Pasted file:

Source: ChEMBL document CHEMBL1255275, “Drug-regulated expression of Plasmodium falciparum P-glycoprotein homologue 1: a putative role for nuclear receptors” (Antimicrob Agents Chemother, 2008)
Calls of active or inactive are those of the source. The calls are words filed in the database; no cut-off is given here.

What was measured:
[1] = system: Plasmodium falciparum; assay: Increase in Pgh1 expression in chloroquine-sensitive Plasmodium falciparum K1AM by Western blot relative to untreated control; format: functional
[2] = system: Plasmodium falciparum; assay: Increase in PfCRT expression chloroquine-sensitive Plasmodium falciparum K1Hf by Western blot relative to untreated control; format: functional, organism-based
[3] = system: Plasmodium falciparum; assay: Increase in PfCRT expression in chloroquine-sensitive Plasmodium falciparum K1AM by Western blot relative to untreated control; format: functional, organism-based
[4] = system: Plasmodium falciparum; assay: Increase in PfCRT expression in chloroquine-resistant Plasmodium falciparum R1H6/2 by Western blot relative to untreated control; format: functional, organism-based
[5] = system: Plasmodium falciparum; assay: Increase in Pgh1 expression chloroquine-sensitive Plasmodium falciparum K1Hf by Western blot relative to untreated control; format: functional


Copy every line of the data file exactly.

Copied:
Source: ChEMBL document CHEMBL1255275, “Drug-regulated expression of Plasmodium falciparum P-glycoprotein homologue 1: a putative role for nuclear receptors” (Antimicrob Agents Chemother, 2008)
Calls of active or inactive are those of the source. The calls are words filed in the database; no cut-off is given here.

What was measured:
[1] = system: Plasmodium falciparum; assay: Increase in Pgh1 expression in chloroquine-sensitive Plasmodium falciparum K1AM by Western blot relative to untreated control; format: functional
[2] = system: Plasmodium falciparum; assay: Increase in PfCRT expression chloroquine-sensitive Plasmodium falciparum K1Hf by Western blot relative to untreated control; format: functional, organism-based
[3] = system: Plasmodium falciparum; assay: Increase in PfCRT expression in chloroquine-sensitive Plasmodium falciparum K1AM by Western blot relative to untreated control; format: functional, organism-based
[4] = system: Plasmodium falciparum; assay: Increase in PfCRT expression in chloroquine-resistant Plasmodium falciparum R1H6/2 by Western blot relative to untreated control; format: functional, organism-based
[5] = system: Plasmodium falciparum; assay: Increase in Pgh1 expression chloroquine-sensitive Plasmodium falciparum K1Hf by Western blot relative to untreated control; format: functional